Rebate freeze a hard pill to swallow for Coffs GP
USE of blunt instruments by governments is hurting those who can least afford it, says a leading Coffs Coast GP, and the wounding will worsen as time goes by.
Dr Ian Arthur, chairman of the Mid North Coast Division of General Practice, said the three-year freeze on Medicare rebates to GPs, subsidising private health insurance and forcing people on higher incomes to take out private medical insurance or face an extra tax were all blunt instruments of policy.
He said the proposed but abandoned GP co-payment, while it would have superficially helped GPs, was another blunt measure that would not have been in the public interest.
He said research had shown it would be more economical, efficient and equitable to redirect the money now paid into the coffers of private health insurance companies and private hospital owners into the public health system.
Dr Arthur said estimates showed the freeze on GP rebates, which is in place until June 30, 2019, would cost the average GP a drop in income of about $50,400 and when the freeze ended, any new increase would be on a lower base, which would have a long-term effect on the viability of GP practices well beyond 2020 and would encourage the growth of corporate medicine.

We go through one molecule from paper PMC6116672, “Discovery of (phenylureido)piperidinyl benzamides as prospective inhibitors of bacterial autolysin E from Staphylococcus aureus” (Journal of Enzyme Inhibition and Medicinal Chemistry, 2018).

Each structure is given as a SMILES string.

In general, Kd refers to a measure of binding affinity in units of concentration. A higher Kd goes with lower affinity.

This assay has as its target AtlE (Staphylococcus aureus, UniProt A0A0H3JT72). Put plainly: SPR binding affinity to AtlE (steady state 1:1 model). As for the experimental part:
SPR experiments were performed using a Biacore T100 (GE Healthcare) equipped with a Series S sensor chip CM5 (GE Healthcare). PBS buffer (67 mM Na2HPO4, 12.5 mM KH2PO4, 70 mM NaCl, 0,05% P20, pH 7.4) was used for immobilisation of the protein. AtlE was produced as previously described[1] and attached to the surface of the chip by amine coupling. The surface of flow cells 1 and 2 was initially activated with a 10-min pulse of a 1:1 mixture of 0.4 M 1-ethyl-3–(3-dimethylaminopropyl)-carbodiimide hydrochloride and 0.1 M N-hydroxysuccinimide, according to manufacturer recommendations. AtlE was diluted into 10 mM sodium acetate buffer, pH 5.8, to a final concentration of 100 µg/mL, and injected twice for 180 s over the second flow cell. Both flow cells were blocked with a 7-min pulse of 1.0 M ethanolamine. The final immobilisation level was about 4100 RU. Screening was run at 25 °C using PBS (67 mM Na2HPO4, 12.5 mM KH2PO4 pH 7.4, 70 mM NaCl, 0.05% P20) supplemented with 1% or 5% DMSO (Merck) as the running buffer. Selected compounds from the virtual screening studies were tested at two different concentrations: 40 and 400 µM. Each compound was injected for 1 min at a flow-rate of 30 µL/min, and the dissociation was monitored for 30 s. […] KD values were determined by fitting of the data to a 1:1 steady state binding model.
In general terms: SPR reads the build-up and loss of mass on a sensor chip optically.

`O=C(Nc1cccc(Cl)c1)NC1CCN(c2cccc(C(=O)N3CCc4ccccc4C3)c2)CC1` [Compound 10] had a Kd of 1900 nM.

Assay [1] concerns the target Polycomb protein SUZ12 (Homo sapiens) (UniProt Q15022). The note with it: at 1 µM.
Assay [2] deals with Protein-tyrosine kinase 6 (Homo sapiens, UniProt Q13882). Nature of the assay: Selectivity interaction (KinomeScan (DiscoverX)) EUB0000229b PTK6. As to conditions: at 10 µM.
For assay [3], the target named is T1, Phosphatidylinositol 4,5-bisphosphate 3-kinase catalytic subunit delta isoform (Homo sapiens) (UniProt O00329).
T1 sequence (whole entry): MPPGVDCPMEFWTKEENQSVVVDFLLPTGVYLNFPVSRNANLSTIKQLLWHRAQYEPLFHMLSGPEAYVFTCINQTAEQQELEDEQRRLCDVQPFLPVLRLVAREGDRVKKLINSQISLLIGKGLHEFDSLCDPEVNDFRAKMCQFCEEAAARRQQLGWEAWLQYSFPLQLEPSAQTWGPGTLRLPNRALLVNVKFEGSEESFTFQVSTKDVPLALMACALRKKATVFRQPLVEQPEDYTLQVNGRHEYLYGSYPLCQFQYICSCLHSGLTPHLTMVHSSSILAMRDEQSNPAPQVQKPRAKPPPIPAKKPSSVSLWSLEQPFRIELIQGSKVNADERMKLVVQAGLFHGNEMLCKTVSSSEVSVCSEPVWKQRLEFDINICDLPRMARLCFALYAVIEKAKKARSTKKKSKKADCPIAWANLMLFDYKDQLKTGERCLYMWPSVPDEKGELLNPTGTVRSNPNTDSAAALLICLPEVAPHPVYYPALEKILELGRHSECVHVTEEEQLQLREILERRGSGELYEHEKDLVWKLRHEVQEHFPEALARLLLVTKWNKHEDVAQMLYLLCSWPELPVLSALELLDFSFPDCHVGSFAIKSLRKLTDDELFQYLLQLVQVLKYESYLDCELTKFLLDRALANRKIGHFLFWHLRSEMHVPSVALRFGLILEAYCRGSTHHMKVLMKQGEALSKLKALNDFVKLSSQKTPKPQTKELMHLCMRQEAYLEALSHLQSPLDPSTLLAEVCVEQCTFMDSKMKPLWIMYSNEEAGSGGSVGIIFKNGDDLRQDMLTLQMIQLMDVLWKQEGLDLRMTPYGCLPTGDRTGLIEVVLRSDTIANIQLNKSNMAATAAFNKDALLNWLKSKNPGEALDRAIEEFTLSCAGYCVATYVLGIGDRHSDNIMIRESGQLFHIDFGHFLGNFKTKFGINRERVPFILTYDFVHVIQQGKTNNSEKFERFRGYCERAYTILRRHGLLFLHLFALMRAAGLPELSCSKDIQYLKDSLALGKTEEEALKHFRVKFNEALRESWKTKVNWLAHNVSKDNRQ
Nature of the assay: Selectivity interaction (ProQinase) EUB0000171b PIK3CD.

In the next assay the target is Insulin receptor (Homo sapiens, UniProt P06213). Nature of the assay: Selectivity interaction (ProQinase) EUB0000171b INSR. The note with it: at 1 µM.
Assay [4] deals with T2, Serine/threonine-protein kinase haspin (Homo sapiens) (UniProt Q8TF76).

He said government figures showed bulk billing rates had dropped by half a percentage point in the last quarter, the first decrease in a significant time and showed a tipping point had been reached.
But he said because most doctors used a mix of bulk billing for some procedures like spirometry and wound dressing, while charging for consultations for some patients, figures showed the bulk billing rate just for consultations was around 69% rather than the overall 85% quoted for overall bulk billing rates.
He sees no evidence that bulk billing has encouraged people to visit their doctor unnecessarily.
Dr Arthur said the effect of the freeze would be gradual and the first to feel its effects would be people who had lower incomes, but were not eligible for pensions or health care cards, as GPs gradually reduced the number of people they bulk billed.
The Mid North Coast Division of General Practice covers the area north to Ulmarra, south to Stuarts Point and west to Dorrigo, an area which includes about 135,000 people.
Two general practices in the region have closed in the last 18 months.
Political activist group GetUp is organising a petition to the Federal Government, saying patients at one Sydney practice that had abandoned bulk billing were facing gaps of up to $18 for pensioners and $38 for others.
Their report shows GP patient costs rising at 6.5% a year, putting pressure on local practices as the Medicare rebate stays at $37.05.